Elon Musk’s presentation at the IAC in Adelaide will be webcast by SpaceX. Details to come.
Elon Musk’s presentation at the IAC in Adelaide will be webcast by SpaceX. Details to come.
Part 2 of 5
By Douglas Messier
For 8-year old Werner Doehner, everything about the airship that floated over the field at Frankfurt looked humongous. The Zeppelin before him stretched 245 meters (803.8 feet) from nose to tail – longer than some of the ocean liners that sailed the North Atlantic. Even the propeller blades on the airship’s four reversible Daimler-Benz diesel engines and the rubber tires on the control car looked enormous to the young boy.
BANGKOK (mu Space PR) — mu Space Corp today announced at the 68th Annual International Astronautical Congress that they have entered into an agreement with Blue Origin to partner on a future launch of a geostationary satellite aboard their New Glenn orbital rocket. The launch is set to happen early in the next decade.
Commenting on the new partnership, mu Space CEO James Yenbamroong says, “We’ve decided to go with Blue Origin because we’re impressed with the company’s vision and engineering approach.”
Major improvements & some unexpected applications to be unveiled on Friday at @IAC2017 in Australia
— Elon Musk (@elonmusk) September 25, 2017
Well, that’s the good news. The bad news?
It’s not real clear whether the world will be able to see his presentation on Friday. There were some Tweets suggesting it would be webcast. This was followed by an official tweet from the IAF that it would not be. I’ve seen some grumbling that the reason for not webcasting it involves the state of Australia’s Internet not being especially fast.
I will continue to monitor the situation and provide updates as we get them. Now back to your regular Monday programming.
CASTLE ROCK, Colo., September 25, 2017 (Reaction Engines PR) — Reaction Engines Inc., the U.S. subsidiary of Reaction Engines, today announced that it has received a contract from the U.S. Defense Advanced Research Projects Agency (DARPA) to conduct high-temperature airflow testing in the United States of a Reaction Engines precooler test article called HTX.
The precooler heat exchanger is a key component of the company’s revolutionary SABRE air-breathing rocket engine and has the potential to enable other precooled propulsion systems. The primary HTX test objective is to validate precooler performance under the high-temperature airflow conditions expected during high-speed flights up to Mach 5.
This week on The Space Show with Dr. David Livingston:
1. Monday, Sept. 25, 2017: 7-8:30 PM PDT, 10-11:30 PM EDT, 9-10:30 PM CDT:: Tonight is a special OPEN LINES show at the 7PM PDT time slot. We talk about the topics that interest you. All space, STEM, STEAM, science calls are welcome. First time callers are welcome.
2. Tuesday, Sept. 26, 2017: 7-8:30 PM PDT, 10-11:30 PM EDT, 9-10:30 PM CDT: BOB ZIMMERMAN returns for space news and development updates.
3. Wednesday, Sept. 27, 2016:: Hotel Mars. See Upcoming Show Menu and the website newsletter for details. Hotel Mars is pre-recorded by John Batchelor. It is archived on The Space Show site after John posts it on his website.
4. Friday, Sept. 29, 2017; 9:30 AM-11 AM PDT, (12:30 -2 PM EDT; 11:30 AM-1 PM CDT): DR. GIL LEVIN returns for life on Mars discussions, more on the Viking experiments plus additional commentary and information from Dr. Levin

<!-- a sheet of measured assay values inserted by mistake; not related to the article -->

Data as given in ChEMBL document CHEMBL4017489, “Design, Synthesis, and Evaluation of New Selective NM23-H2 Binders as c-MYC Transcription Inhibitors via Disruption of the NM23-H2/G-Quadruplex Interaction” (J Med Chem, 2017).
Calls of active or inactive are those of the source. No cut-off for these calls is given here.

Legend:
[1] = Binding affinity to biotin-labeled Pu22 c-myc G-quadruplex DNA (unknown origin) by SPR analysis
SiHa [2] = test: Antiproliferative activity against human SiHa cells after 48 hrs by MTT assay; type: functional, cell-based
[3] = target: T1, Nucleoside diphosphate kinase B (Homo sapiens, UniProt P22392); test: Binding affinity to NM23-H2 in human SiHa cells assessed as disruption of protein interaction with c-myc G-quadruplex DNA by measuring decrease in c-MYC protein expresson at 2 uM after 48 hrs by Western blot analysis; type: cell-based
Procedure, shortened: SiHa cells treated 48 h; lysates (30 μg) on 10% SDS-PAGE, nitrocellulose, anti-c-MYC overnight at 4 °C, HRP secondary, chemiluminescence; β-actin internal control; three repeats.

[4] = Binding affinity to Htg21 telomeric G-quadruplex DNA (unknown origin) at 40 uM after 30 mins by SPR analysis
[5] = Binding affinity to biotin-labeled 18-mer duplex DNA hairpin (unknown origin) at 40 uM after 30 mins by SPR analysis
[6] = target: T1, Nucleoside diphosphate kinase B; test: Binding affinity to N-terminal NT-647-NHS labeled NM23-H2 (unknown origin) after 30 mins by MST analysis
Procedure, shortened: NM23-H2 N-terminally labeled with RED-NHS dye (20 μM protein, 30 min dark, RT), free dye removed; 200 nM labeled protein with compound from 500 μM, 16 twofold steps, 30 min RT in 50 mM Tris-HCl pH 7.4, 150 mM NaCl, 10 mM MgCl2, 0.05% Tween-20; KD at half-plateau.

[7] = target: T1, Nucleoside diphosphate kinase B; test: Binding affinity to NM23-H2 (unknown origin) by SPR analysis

5. Sunday, Oct. 1, 2017: 12-1:30 PM DST (3-4:30 PM EDT, 2-3:30 PM CDT): MICHAEL LISTNER returns for space legal news updates and more.
During an extended stay in Paris some years ago, I ventured out beyond the Le Boulevard Périphérique to the Le Musée de l’air et de l’espace at Le Bouget. Having made many a pilgrimage to the American museum with a similar name on the National Mall in Washington, DC, I was interested to see how the French interpreted the history of human flight. It was an eye-opening experience.
Having often gazed up at the Wright Flyer suspended over my head in the Milestones of Flight Gallery, I was accustomed to thinking of human flight as a strictly 20th century development. But, the French museum dated it back 120 years earlier to a pair of equally ambitious brothers, Joseph-Michel and Jacques-Étienne Montgolfiers, who launched piloted balloons. A good part of the museum was devoted to this much earlier phase of flight.
I was reminded of the visit some years later watching HBO’s adaptation of David McCullough’s book, “John Adams.” There’s a great scene of the acerbic, candid-to-a-fault founding father watching a Montgolfier balloon launch with his urbane and delightful wife, Abigail, and the equally urbane and delightful Thomas Jefferson.
It’s a terrific scene in a great mini-series. Watching it you get a sense of the wonder that Parisians felt at the time watching something that would have seemed impossible to them not long before. There’s something universal about flying that excites people no matter what century they live in or what technology is used. The same sense of wonder and excitement connects the Parisians of 1793 to early 20th century Americans who saw an airplane for the first time and those who watched Alan Shepard’s launch from Cape Canaveral in 1961.
Despite the differences in time periods and technologies, there are some fundamental things that are required for all major advances in flight regardless of when they are made: imagination, daring, physical courage and financial backing. And luck. No small amount of luck.
Today, Parabolic Arc begins a five-part series looking at three different periods in powered human flight. We will compare and contrast them to see what essential lessons can be drawn from them. If the first two installments appear to have little to do with spaceflight, please be patient. All will be revealed.
The first post takes us not to 18th century France but to a lake in Southern Germany at the turn of the last century where an aristocrat gave the Montgolfier brothers’ invention a major upgrade.
Part I: Behemoths of the Sky
Part 1 of 5
by Douglas Messier